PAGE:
Dog sneezes are wonderful, mysterious things. Hear me out. When you sneeze, it probably means you have something irritating your nose: a bit of dust, hay fever, or maybe the tickly of a cold. Some people also sneeze from bright lights, but that’s as about as exciting as sneezes get. Dog sneezing is another world altogether. They can speak volumes, serve different purposes, and tell you about their emotional and physical state.
You might have noticed your dog achoo-ing when you’re playing. No, they’re not allergic to your perfume, they’re talking to you. By sneezing they’re letting you know that they’re having fun, keeping it light, and mean no harm. Considering dog play can look a bit like fighting, it’s their way of communicating to you that everything is good. Some dogs also use sneezes to show they’re happy and excited in other situations, such as before heading out on a walk–which is adorable.
If you have a smaller or brachycephalic breed you might be familiar with the reverse dog sneezing. It’s a weird honking that can sound like choking, gagging or, laughing. Sometimes a dog might stand with their legs apart and head forward while doing it.
Despite being alarming the first time you witness it, reverse sneezing is pretty harmless. The sound is caused by air being quickly and loudly pulled through the nose. It can occur when they’re excited, or as a response to irritation. It’s common and rarely something to worry about. But if they can’t stop reverse sneezing, or seem to be in pain it could be more serious and require a trip to the vet.
Dog Sneezes by Design
Brachycephalic breeds–such as Frenchies and pugs– can be prone to sneezing due to their face shape and compressed nasal passages. Most of the time the cause of their sneezes are the usual suspects–allergies, irritants etc– but they might be more sensitive to them than other dogs so keep an eye out.
When Dog Sneezes Signal Sickness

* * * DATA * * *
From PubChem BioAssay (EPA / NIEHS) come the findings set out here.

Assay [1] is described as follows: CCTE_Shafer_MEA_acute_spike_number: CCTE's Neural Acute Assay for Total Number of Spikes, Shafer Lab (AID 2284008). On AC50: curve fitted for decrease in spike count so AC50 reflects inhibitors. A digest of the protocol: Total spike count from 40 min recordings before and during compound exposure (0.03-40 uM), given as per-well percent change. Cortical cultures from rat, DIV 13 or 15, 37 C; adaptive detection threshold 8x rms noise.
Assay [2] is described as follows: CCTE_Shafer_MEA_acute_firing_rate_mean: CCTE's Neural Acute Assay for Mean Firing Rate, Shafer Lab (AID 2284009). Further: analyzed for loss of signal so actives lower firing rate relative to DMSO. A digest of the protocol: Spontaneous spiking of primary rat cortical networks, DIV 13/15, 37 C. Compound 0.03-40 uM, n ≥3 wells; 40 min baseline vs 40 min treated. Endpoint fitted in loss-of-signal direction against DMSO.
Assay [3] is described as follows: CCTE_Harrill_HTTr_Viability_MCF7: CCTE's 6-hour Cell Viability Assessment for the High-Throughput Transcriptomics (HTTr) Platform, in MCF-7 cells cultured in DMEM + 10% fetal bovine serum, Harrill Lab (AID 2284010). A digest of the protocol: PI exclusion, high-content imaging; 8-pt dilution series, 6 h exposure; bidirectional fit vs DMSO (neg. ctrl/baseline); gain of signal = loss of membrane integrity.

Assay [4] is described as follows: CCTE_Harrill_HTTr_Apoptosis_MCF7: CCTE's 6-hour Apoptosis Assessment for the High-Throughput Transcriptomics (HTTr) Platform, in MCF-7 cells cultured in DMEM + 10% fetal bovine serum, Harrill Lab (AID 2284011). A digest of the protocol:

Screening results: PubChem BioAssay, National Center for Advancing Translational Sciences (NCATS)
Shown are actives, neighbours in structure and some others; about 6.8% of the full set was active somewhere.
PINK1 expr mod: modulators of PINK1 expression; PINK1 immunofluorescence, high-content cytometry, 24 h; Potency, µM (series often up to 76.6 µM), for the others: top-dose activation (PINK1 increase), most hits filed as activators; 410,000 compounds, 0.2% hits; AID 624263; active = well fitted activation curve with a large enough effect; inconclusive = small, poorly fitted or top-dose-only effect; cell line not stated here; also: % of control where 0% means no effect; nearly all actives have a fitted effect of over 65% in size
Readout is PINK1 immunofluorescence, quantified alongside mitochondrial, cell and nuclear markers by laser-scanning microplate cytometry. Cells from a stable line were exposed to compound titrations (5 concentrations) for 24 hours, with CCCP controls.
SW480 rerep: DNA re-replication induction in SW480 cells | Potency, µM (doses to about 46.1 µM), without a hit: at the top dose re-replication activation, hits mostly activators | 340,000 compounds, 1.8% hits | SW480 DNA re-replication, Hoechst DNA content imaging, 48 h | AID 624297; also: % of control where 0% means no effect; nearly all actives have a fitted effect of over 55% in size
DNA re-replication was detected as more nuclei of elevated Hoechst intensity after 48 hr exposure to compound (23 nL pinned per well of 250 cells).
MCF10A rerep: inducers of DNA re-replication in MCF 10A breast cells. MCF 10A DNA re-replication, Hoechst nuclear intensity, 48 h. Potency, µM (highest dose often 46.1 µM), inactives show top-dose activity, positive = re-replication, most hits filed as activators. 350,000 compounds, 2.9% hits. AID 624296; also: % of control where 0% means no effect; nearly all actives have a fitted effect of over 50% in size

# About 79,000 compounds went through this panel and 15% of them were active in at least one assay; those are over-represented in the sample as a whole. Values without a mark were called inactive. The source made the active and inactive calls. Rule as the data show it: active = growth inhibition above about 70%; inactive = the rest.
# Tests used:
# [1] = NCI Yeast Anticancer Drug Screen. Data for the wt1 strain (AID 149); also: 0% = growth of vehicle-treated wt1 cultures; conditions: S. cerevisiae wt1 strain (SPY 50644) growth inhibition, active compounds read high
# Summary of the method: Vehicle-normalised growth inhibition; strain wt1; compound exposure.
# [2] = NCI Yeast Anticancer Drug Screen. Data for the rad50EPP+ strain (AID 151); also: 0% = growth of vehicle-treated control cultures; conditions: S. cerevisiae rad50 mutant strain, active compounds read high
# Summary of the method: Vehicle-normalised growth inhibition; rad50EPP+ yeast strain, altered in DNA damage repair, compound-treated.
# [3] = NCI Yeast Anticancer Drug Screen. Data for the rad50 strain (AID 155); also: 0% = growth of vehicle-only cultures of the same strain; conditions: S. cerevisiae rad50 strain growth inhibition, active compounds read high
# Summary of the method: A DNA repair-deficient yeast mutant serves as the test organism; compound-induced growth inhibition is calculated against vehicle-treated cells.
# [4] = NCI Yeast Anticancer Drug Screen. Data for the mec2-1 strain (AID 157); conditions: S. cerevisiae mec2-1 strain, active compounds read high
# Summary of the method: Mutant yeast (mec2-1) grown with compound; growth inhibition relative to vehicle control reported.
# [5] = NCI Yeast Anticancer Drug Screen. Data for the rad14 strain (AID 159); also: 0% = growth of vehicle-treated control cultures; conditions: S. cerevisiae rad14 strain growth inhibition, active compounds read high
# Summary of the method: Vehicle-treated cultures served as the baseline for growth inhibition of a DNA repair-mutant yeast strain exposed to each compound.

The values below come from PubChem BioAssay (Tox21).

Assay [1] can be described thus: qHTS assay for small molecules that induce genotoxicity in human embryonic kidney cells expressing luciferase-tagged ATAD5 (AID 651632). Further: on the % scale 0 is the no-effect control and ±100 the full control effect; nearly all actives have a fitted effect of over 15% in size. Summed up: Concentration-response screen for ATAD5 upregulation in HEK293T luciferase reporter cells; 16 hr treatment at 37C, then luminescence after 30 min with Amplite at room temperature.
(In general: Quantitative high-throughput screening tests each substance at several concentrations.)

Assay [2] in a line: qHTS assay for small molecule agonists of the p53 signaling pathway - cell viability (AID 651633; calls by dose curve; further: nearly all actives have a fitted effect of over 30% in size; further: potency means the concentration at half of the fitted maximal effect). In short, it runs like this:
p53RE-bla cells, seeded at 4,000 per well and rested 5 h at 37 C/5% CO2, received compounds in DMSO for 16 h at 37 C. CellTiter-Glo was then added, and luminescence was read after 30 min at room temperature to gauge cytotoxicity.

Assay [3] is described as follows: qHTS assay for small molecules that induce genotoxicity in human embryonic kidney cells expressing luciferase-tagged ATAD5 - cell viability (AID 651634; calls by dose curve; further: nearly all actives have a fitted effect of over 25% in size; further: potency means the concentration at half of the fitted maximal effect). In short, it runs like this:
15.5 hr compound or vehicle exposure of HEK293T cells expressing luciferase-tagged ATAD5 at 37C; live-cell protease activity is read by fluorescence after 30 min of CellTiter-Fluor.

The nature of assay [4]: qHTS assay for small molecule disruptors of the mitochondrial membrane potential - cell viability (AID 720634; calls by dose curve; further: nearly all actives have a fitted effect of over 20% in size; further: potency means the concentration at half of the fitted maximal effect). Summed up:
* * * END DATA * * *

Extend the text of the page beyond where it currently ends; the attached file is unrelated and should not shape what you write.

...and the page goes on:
If a dog keeps sneezing outside of playtime, something could be up. Their nose or respiratory tract might be irritated by something in the air. Dust, pollon, grass, dust, and some funguses can cause dogs to sneeze, as can nasal infections.
If they’re sneezing a lot, and have other symptoms such as fever, nose pain, nosebleeds, discharge, visible swelling, or they’re pawing at their nose, you need to take them to a vet. They could have the flu, allergies, or something more serious such as nasal mites or even a tumor in their nasal passages.
Don’t Forget about Their Teeth
Weirdly, their teeth can also cause dog sneezing. Dog teeth have long roots, and in the case of their third upper premolar, the root extends close to the nasal passage. If infected, this can cause irritation (and sneezing).
Is That a Dog Sneeze, a Snort, or a Wheeze ?
As mentioned, a lot of the time sneezes aren’t something to worry too much about about. But it can be easy to mistake snorts and wheezing for sneezes. If a dog is snorting or wheezing a lot, they could be struggling to breath. Again, there are a lot of reasons for this: weight, nose shape, or even an obstruction in their nose. Breathing issues should always be checked out by a vet.
A Final Word on Dog Sneezes
If you’re aware your dog is sneezing a lot, and it’s not because they’re happy, first check their nose to see if there is anything physically irritating it. If that’s all clear, think: have they had any changes in their daily habits? Are they trying a new food, taking a different walk, or in contact with new plants that could be causing allergies?
Try observing patterns when their dog sneezes start–does it start up after you turn on the heater or air conditioner? All of this information can help you and your vet work out what’s going on. And until then, bless you.
Get to know your dog even better by reading:
Everything You Need to Know about Brushing Dog’s Teeth
How Often Should You Bathe Your Dog?
Are Dog Friendships a Real Thing?
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